The DTS-HD Master Audio 5.1 soundtrack has some very expansive spread across the front channels especially with the music, and the rear channels have occasional ambient sounds placed there though probably not to the extent they could have been used. There is some surround activity present (rainfall, some crowd noises), but much more could have been done with this, especially given the amount of gunplay and voices shouting and screaming which could have been more imaginatively placed around the soundfield. There is an occasional example of directionalized voices placed in the surrounds, but again, this is an area which could have been improved upon to add greater realism to this dark, menacing masterwork.
“Gomorrah: Five Short Stories” is a 62 ½-minute 2008 documentary directed by Melania Cacucei detailing behind-the-scenes glimpses of the filming of all five stories used in the film. The feature is presented in 1080i.
A 2009 interview with director Matteo Garrone finds the director talking about the difficulties of shooting on location in Naples dealing with some of the gangs portrayed in the film and why he chose the five particular stories from the book rather than the many other choices available. The featurette runs 22 ½ minutes in 1080i.
Co-star Toni Servillo speaks for 14 minutes on his two weeks of work on the movie and his having known the director since Matteo Garrone was a young child. This 2009 interview is presented in 1080p.
“Actors” is a compilation interview with three of the leading actors in the film: Gianfelice Imparato, Salvatore Cantalupo, and Toni Servillo, all of whom praise the director for not adhering so severely to the script and his willingness to trust actors with their roles. The feature runs 10 ½ minutes in 1080i.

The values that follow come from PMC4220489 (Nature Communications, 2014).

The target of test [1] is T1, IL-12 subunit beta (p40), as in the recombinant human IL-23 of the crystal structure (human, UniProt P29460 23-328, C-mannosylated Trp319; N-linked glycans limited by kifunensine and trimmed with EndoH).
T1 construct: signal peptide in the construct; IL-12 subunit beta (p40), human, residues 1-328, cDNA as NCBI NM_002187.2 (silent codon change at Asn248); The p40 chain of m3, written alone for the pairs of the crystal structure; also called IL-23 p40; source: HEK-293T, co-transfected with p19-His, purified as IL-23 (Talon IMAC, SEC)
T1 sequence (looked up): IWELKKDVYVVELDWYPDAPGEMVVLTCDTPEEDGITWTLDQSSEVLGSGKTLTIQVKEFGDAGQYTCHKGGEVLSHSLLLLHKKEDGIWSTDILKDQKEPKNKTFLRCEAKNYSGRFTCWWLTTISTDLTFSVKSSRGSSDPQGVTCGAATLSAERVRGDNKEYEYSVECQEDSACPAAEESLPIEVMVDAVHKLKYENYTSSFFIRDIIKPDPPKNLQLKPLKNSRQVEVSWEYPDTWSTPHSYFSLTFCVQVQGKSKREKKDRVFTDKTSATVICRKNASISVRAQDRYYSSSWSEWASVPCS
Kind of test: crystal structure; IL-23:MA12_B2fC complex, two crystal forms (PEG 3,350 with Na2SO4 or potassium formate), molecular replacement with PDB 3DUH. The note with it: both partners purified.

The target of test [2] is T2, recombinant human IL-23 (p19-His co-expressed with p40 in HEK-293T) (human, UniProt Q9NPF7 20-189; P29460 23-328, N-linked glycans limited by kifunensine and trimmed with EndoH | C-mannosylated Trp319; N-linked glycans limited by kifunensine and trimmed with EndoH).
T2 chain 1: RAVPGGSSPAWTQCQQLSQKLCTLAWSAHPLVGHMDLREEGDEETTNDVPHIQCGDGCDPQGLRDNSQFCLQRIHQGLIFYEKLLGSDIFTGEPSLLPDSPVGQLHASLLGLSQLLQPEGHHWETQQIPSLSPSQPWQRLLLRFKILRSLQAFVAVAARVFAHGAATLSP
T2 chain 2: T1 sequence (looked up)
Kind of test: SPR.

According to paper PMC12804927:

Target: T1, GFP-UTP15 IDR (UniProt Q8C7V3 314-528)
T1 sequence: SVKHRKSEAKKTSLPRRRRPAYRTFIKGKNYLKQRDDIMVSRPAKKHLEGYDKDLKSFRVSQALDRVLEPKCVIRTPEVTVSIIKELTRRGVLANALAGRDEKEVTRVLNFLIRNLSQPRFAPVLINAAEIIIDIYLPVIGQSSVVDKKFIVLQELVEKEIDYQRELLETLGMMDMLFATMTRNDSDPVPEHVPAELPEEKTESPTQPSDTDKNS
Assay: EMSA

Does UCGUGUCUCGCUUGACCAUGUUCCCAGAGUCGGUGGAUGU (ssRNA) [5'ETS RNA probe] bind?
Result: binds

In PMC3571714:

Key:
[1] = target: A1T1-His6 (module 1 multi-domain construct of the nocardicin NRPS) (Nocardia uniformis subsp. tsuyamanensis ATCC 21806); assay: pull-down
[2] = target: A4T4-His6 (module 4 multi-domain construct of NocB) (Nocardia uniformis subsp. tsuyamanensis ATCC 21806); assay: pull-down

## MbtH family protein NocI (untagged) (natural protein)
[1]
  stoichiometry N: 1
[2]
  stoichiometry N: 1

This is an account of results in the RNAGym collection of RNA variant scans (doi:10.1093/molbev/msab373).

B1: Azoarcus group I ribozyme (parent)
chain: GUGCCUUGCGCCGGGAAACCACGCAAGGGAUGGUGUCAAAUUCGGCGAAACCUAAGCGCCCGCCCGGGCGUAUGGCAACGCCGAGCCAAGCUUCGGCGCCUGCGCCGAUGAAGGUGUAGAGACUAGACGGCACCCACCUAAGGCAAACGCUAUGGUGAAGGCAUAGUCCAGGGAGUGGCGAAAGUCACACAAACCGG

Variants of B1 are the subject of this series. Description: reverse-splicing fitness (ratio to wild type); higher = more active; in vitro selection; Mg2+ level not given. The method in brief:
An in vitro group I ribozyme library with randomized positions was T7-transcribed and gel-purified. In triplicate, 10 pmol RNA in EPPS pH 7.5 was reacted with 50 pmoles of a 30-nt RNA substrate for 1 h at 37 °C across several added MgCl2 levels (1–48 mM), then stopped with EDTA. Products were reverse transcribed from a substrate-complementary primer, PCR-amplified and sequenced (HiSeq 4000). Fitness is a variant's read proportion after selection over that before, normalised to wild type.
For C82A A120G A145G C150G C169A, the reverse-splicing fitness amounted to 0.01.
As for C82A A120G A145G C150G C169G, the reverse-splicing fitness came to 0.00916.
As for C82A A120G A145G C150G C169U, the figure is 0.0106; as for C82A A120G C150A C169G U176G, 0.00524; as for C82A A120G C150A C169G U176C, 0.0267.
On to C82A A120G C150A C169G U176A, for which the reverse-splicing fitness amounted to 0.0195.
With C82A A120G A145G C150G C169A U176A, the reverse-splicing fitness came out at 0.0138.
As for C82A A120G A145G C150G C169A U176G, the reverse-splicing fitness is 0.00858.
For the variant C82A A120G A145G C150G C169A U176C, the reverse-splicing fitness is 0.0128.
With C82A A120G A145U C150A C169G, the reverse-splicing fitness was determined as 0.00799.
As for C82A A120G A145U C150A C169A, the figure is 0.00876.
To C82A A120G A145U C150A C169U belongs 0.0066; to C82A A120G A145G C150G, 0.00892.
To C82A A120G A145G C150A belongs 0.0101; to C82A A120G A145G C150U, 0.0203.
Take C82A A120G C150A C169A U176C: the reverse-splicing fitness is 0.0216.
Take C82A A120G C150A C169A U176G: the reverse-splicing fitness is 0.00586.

Roberto Saviano, author of the original book (which put his life in great danger once it was published, speaks at great length on the Camorra crime families and their infusion into many levels of Italian society. His interview lasts 43 minutes in 1080i.
There are six deleted scenes which can be viewed separately or in one 13-minute grouping. They’re presented in 1080i.
The theatrical trailer for the film’s American engagements runs 2 ½ minutes and is presented in 1080p.
The enclosed seventeen page booklet contains complete cast and crew lists, some illustrative color stills from the movie, and film writer Chuck Stephens’ informative views on the movie and the true stories of crime in Naples which the film fictionalizes.
The Criterion Blu-rays include a maneuvering tool called “Timeline” which can be pulled up from the menu or by pushing the red button on the remote. It shows you your progress on the disc and the title of the chapter you’re now in. Additionally, two other buttons on the remote can place or remove bookmarks if you decide to stop viewing before reaching the end of the film or want to mark specific places for later reference.
4.5/5 (not an average)
Matteo Garrone’s Gomorrah is a spellbinding crime drama that makes viewers work to mine its riches. The Criterion Blu-ray edition is a superlative one with exemplary picture quality and a treasure trove of fascinating and well presented bonus features. Highly recommended!